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Girouard Vines, Tulsa, OK
Grapes of Persistence

Girouard hybrids find niche in a California vineyard

In 1962, as John Steinbeck accepted the Nobel Prize for Literature in Sweden, George Girouard scoured Oklahoma creek beds in search of the ultimate variety of red dirt wine grape. The trek of the fictional Joad family in Steinbeck’s 1939 novel The Grapes of Wrath was as arduous as the odyssey that Girouard had undertaken; fooling Mother Nature through hybridization of traditional European grapevines and wild Native American vines. Yet, unlike the Okies of the 1930s, Girouard, a retired petroleum engineer, would spend 50 years before he finally developed the prized grape hybrids. His investment of time was worth it.

—Steve Gerkin, Grapes of Wrath, a Red Dirt Reprise (This Land Press, October 2010)

The travel of Steinbeck’s Joad family showcases a mixture of undeniable perseverance and a search for destiny in a new land, California. Struggle and strife fueled their passion to be a part of a migratory community. George Girouard knew to his dying days that if he kept pursuing his hybrid research, crossing Oklahoma’s hardy but less prized red grape vines with some noble vinifera cuttings, that one day he could grow powerful Syrah-like grapes similar to those of France’s Northern Rhone Valley. After a half-century of trying, Girouard produced a stable of four capable thoroughbreds.

George’s son Chris Girouard and his wife, Jan, carried the torch, planting George’s hybrids in several locations near Tulsa. Seeking a more favorable growing climate and a group of grape farmers in the Joads’ adopted state, they located a six-generation farming family just south of Sacramento, near Clarksburg, which boasted its new official designation of an American Viticultural Area (AVA) that spans three counties, featuring dense clay and sandy loam soil, blessed by a smattering of morning fog and afternoon breezes from San Francisco Bay.

This favorable terroir, environmental growing conditions, attracted the Girouards to team up with Heringer Estates, a ranch with its own history worthy of a Steinbeck novel.

Managed by Heringer brothers Duke and Steve, the ranch blossomed to 6,000 acres by the 1980ss from the original 200 purchased in 1918 by their great-grandfather. The expectation of continued bumper crops and a large promissory note for their tomatoes from the California Climate and Agriculture Network (CalCAN) painted an optimistic picture for the family. Regrettably, the area along the Sacramento River Delta suffered devastating floods, ruining their crops and drowning the promised funding. The Heringer ranch became insolvent in a flash and they lost everything.

An investor bought them out. The transition agreement allowed Steve and Duke Heringer to manage all their former properties, and they insisted on a buy-back option for the core of their ranch, their great-grandfather’s original 200 family acres. That positioned them to regain that property. Wine grapes were becoming Napa’s cash cows and the brothers knew growing grapes could make their property profitable. They won a contract from a large wine producer to grow 100 acres of Chardonnay and later added 45 acres of Petite Sirah.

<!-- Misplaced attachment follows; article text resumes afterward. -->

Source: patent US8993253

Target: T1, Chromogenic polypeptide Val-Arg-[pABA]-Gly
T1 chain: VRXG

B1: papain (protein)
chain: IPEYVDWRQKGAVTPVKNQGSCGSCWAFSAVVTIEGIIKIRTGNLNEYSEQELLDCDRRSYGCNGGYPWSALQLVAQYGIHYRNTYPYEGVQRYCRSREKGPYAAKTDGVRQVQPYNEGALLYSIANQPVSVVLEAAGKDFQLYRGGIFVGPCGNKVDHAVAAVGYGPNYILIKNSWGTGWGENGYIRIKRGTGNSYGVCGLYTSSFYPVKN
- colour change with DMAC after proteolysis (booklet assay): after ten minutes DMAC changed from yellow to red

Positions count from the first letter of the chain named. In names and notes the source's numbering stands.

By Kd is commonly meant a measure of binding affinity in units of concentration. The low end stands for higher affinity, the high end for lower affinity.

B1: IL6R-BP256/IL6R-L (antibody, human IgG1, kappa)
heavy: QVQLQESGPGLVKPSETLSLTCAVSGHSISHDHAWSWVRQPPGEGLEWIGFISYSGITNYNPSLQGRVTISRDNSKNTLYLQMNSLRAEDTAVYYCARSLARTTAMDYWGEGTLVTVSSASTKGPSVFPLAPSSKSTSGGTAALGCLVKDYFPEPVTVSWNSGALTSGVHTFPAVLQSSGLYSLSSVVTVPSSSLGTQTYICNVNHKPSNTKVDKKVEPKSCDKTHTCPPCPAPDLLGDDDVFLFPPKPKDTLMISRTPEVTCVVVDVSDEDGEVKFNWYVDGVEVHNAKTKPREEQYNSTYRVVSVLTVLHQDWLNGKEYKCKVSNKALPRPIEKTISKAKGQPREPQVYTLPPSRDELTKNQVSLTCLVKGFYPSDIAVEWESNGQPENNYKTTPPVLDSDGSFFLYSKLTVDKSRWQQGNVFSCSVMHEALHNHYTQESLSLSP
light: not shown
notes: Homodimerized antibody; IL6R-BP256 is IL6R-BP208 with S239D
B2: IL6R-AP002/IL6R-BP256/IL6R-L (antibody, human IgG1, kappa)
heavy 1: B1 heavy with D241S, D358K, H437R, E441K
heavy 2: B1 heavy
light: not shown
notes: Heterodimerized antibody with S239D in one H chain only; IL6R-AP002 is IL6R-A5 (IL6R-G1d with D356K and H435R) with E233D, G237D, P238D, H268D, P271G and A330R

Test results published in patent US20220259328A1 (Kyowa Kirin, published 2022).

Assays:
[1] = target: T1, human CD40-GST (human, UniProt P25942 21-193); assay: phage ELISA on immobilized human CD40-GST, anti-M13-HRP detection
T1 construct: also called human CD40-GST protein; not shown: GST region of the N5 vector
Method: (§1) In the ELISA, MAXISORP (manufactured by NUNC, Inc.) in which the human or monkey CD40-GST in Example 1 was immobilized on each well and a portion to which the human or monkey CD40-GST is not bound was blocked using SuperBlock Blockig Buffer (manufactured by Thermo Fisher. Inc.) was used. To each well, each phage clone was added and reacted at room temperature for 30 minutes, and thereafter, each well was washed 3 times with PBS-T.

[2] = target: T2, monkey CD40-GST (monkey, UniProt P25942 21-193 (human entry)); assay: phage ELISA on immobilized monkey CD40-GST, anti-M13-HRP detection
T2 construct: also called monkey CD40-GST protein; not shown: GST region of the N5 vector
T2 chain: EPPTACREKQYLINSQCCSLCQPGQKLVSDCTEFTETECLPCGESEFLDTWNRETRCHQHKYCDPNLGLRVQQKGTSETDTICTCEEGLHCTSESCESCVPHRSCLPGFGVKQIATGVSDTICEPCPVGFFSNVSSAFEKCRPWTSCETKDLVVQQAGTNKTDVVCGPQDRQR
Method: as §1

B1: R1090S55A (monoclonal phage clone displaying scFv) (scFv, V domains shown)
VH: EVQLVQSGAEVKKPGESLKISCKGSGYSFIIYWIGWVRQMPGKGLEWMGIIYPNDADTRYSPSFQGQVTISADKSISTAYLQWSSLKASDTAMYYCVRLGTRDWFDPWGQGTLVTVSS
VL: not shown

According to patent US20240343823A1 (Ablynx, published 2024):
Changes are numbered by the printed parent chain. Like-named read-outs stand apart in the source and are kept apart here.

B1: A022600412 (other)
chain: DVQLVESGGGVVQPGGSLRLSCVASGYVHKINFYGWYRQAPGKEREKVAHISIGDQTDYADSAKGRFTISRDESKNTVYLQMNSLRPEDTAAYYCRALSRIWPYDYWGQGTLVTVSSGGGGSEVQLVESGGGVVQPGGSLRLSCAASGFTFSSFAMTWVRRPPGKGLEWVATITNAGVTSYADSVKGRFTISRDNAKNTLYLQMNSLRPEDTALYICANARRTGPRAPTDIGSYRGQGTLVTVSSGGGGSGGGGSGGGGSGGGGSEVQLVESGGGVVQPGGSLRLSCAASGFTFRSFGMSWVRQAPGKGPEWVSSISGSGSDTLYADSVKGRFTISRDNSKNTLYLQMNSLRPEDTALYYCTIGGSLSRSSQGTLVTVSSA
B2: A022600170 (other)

In 2002 Mike Heringer, one of Steve’s sons, returned to the family business in 2002 after completing a degree in viticulture and enology at UC Fresno. He managed the vineyard and started the Heringer Winery. At the time, many of the area’s long-term farmers grew fruit dictated by winery contracts. It was a relationship that flagged several years later, when the demand for Chardonnay tanked. Dependence on the volatile nature of the big wine houses was not a good business model. With one grape varietal occupying so much of the Heringer growing space, the brothers sought to diversify for economic protection.

Photo 1: “Jazz Pop Up Dinner at Girouard Vines benefitting Tulsa’s Table featuring Chef Hope Egan”
Photo 2: The Heringer men: Stephen, Steve Sr. and Mike
While at Fresno, Mike determined the Clarksburg region could sustain many varietals. While no one was doing research or experimentation in the area, he was convinced their ranch could grow a wide range of phenomenal grapes. The confident pioneer in the AVA began a graft-over program in 2006, grafting six new varietals onto the 5C rootstock of the existing Chardonnay. Mike knew Teroldego, Tempranillo, Malbec, Barbera, Primitivo and Viognier were disease resistant, grew predictably well and were easily sustainable. The success of these six encouraged the graft-over project to the point that Chardonnay grapes occupied only 32 acres. This trend-setting vineyard also became the California home for George Girouard’s four hybrids.

In 2010, through the recommendation of a fellow wine producer, Chris Girouard approached the nurseryman of the Heringer Ranch, Gene Glazer, also a grape and wine producer in nearby Davis. Glazer had assumed the role of mentor for Mike’s graft-over conversion, teaching him the grafting technique and demonstrating a workable business model. Glazer was so enamored with Chris’s story of his father developing successful hybrids that he wanted to be a part of the process. Knowing they had the expertise and motivation to dedicate an acre of graft-over rootstocks for the four Oklahoma-developed hybrids, the Heringer group jumped at the chance to work with these unique plants.